“So this is the Big Apple...You'd never think the Federated USSR
and Imperial Americana were slugging it out in Baltimore.”
Apparently the USA and USSR have returned to their long-standing war. Here the tone is one of “Oh-no-Russia-is-up-to-it-again”. Again, in Volume 4 we find allusions to the new Imperial capital at Los Angeles and its huge bureaucratic system. Here again, the US is popularized, though in a subtle way.
Now let us look at another Masamune masterpiece: Ghost in the Shell. This tale also bears some similarity to Appleseed in that this too is a cautionary tale set in the future, where World War III has been fought, and nuclear holocaust has wiped out almost half of the world. Very few humans survive; most nations now depend on cyborgs for regular functioning. It is through the eyes of a crack team of counter-terrorists, led by the dynamic and seemingly immortal Major Motoko Kusanagi, that the story has been narrated. Now, many have complained that GitS (as it is lovingly called by fans) is politically sterile. However, one finds no evidence that it is. Here, too, the common thread is the presence of Imperial Americana which seems to be the friend and protector of Japan (the only nation which has survived the holocaust). In the second season of the anime series, we see Imperial submarines heading toward Japan to prevent cyber-terrorists from taking over the reins of power.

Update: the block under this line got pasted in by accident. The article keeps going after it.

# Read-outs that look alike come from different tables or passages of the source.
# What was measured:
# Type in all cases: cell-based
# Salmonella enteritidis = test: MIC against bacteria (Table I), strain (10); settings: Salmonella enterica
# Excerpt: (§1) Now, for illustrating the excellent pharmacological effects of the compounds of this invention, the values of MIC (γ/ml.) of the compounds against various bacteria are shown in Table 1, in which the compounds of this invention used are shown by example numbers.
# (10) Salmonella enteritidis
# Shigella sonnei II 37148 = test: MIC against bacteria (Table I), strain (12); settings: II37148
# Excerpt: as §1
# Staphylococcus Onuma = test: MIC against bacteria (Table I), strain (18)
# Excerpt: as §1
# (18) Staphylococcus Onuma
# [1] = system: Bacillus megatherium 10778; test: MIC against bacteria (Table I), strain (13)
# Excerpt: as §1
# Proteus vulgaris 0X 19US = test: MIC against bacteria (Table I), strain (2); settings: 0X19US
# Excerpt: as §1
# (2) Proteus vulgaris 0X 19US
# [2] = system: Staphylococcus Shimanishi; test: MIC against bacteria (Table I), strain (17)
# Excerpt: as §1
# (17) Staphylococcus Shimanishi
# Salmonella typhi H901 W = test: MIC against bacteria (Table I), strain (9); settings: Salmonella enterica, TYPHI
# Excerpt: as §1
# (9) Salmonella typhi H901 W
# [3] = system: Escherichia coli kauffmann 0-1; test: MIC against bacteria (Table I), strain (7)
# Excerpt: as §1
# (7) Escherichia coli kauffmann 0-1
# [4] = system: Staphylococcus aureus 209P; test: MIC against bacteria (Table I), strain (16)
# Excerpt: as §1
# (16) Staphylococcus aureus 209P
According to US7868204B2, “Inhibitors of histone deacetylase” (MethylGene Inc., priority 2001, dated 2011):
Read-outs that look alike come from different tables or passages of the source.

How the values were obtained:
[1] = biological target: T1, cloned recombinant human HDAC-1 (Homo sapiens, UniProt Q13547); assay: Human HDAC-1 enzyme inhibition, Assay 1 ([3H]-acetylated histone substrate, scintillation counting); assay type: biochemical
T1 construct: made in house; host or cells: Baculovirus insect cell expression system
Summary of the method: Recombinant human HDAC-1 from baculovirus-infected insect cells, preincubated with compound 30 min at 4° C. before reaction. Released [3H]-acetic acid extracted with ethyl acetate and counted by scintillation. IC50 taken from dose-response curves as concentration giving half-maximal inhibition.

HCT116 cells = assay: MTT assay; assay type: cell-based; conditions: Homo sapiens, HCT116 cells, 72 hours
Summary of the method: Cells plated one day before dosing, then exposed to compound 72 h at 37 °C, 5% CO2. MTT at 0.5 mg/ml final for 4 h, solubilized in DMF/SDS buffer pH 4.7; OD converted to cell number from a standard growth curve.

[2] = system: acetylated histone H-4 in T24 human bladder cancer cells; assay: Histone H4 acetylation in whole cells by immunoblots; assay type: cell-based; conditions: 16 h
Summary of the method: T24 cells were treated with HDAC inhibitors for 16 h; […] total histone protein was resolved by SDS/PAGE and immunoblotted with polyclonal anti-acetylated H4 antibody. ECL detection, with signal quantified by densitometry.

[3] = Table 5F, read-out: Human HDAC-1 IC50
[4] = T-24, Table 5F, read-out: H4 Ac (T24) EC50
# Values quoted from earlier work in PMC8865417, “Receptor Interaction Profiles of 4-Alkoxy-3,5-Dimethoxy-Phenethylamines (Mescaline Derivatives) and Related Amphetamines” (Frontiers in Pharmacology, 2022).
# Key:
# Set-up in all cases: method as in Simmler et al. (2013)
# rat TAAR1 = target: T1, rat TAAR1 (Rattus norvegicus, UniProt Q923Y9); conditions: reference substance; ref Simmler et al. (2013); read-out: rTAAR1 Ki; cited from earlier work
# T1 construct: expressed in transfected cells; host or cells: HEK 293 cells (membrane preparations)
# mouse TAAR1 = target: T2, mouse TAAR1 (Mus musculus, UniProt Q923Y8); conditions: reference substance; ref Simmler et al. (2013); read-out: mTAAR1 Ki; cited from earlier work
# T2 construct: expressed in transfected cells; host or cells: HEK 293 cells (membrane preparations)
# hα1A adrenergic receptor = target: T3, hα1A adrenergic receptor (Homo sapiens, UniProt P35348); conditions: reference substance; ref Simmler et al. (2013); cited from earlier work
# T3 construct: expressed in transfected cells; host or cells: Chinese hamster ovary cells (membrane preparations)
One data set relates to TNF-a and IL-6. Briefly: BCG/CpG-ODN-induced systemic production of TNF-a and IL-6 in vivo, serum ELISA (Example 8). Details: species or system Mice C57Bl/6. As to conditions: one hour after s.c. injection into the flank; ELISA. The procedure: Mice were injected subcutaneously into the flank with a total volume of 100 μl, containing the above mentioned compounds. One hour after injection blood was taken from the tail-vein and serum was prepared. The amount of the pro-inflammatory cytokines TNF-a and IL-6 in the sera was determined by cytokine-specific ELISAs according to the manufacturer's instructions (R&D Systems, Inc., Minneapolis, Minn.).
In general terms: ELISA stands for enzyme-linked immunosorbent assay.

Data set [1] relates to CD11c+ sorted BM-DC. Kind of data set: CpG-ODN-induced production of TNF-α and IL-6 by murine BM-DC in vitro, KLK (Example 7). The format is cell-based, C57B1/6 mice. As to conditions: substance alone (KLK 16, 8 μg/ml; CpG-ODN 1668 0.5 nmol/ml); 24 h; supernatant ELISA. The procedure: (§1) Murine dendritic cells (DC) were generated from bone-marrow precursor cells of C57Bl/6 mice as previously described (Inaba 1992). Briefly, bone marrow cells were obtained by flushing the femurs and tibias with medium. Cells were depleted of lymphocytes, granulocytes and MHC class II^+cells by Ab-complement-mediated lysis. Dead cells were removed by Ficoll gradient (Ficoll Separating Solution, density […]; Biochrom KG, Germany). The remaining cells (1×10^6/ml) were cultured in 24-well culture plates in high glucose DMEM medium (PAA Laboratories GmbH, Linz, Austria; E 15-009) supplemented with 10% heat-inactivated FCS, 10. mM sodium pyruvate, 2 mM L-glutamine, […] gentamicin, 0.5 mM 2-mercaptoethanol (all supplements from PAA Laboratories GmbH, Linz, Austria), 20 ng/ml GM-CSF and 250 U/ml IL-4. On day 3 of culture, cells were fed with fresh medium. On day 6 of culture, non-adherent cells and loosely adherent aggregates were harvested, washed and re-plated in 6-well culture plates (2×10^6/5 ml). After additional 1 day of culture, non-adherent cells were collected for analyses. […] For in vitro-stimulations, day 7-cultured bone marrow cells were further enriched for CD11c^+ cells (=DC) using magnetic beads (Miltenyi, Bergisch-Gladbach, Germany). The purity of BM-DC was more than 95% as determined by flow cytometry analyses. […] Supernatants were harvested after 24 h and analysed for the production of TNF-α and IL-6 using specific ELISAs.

My last example of America as seen through manga shall be Mai the Psychic Girl, the highly popular manga from the 90s. This manga is unique in that for the first time we have a negative portrayal of an American character. This is personified by the wicked scantily-clad psychic Turm, called in specially from the US to find and defeat Mai. Throughout the series we see Turm become more and more evil, performing deeds so heinous that she cannot be loved by any reader, much less any character in the manga. Tall, blond, and deadly, she is every hero's nightmare: a ruthless foe that never lets up, and gives no quarter. Thus Turm becomes the first American portrayed in a negative light by a Japanese, all the more surprising because an American character is always an observer, or at least a lawgiver, reflecting Japan's psychological indebtedness to the US.
There is no doubt that in all these instances, an American character has, in some way, been the pivotal character (except perhaps Masamune's mangas). There have also, however, been many portrayals of Americans in supporting roles, so to speak. For example, Lucy Winrad's character in the Midori no Hibi manga series plays a small but quite meaningful role, pushing Midori and her love Seiji together. Another example is Yakitate! Japan's Monica Adenauer, who becomes so enamored of Kai Suabara that she agrees to leave everything behind in order to help him. These instances, though perhaps not large enough to justify a paragraph, nevertheless justify the view of America through manga – and thus Japan's – eyes.